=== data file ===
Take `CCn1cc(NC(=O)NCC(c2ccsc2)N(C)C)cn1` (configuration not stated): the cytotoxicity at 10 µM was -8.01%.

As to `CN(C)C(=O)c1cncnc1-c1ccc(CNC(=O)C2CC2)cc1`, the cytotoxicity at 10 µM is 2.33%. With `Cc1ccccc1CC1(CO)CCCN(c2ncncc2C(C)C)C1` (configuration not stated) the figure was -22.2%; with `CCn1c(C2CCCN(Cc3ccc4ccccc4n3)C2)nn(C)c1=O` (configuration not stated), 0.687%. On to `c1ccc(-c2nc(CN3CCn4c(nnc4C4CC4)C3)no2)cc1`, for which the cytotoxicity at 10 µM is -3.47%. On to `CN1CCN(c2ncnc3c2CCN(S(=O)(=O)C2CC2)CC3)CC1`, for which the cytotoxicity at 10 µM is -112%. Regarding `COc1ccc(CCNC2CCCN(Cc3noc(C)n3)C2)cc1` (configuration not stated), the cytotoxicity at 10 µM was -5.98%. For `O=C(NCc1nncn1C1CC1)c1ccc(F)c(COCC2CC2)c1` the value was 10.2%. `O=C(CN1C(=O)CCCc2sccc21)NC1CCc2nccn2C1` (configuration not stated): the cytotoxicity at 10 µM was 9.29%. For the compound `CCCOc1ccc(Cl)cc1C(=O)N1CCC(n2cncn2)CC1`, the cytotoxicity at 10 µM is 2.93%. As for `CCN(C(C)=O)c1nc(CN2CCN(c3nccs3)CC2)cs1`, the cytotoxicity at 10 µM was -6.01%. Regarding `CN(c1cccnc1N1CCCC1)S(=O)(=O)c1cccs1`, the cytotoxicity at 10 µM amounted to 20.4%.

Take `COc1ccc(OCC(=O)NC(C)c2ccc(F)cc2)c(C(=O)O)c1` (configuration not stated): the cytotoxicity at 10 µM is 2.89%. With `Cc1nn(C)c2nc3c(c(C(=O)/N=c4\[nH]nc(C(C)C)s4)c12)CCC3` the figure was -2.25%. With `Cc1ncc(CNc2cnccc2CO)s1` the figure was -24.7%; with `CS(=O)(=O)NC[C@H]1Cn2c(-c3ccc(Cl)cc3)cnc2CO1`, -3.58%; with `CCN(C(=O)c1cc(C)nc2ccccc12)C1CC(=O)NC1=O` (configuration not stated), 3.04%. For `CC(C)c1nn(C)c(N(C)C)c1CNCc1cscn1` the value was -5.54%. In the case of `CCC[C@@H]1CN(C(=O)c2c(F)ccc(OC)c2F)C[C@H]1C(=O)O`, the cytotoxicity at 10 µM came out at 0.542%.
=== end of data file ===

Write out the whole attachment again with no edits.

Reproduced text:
Take `CCn1cc(NC(=O)NCC(c2ccsc2)N(C)C)cn1` (configuration not stated): the cytotoxicity at 10 µM was -8.01%.

As to `CN(C)C(=O)c1cncnc1-c1ccc(CNC(=O)C2CC2)cc1`, the cytotoxicity at 10 µM is 2.33%. With `Cc1ccccc1CC1(CO)CCCN(c2ncncc2C(C)C)C1` (configuration not stated) the figure was -22.2%; with `CCn1c(C2CCCN(Cc3ccc4ccccc4n3)C2)nn(C)c1=O` (configuration not stated), 0.687%. On to `c1ccc(-c2nc(CN3CCn4c(nnc4C4CC4)C3)no2)cc1`, for which the cytotoxicity at 10 µM is -3.47%. On to `CN1CCN(c2ncnc3c2CCN(S(=O)(=O)C2CC2)CC3)CC1`, for which the cytotoxicity at 10 µM is -112%. Regarding `COc1ccc(CCNC2CCCN(Cc3noc(C)n3)C2)cc1` (configuration not stated), the cytotoxicity at 10 µM was -5.98%. For `O=C(NCc1nncn1C1CC1)c1ccc(F)c(COCC2CC2)c1` the value was 10.2%. `O=C(CN1C(=O)CCCc2sccc21)NC1CCc2nccn2C1` (configuration not stated): the cytotoxicity at 10 µM was 9.29%. For the compound `CCCOc1ccc(Cl)cc1C(=O)N1CCC(n2cncn2)CC1`, the cytotoxicity at 10 µM is 2.93%. As for `CCN(C(C)=O)c1nc(CN2CCN(c3nccs3)CC2)cs1`, the cytotoxicity at 10 µM was -6.01%. Regarding `CN(c1cccnc1N1CCCC1)S(=O)(=O)c1cccs1`, the cytotoxicity at 10 µM amounted to 20.4%.

Take `COc1ccc(OCC(=O)NC(C)c2ccc(F)cc2)c(C(=O)O)c1` (configuration not stated): the cytotoxicity at 10 µM is 2.89%. With `Cc1nn(C)c2nc3c(c(C(=O)/N=c4\[nH]nc(C(C)C)s4)c12)CCC3` the figure was -2.25%. With `Cc1ncc(CNc2cnccc2CO)s1` the figure was -24.7%; with `CS(=O)(=O)NC[C@H]1Cn2c(-c3ccc(Cl)cc3)cnc2CO1`, -3.58%; with `CCN(C(=O)c1cc(C)nc2ccccc12)C1CC(=O)NC1=O` (configuration not stated), 3.04%. For `CC(C)c1nn(C)c(N(C)C)c1CNCc1cscn1` the value was -5.54%. In the case of `CCC[C@@H]1CN(C(=O)c2c(F)ccc(OC)c2F)C[C@H]1C(=O)O`, the cytotoxicity at 10 µM came out at 0.542%.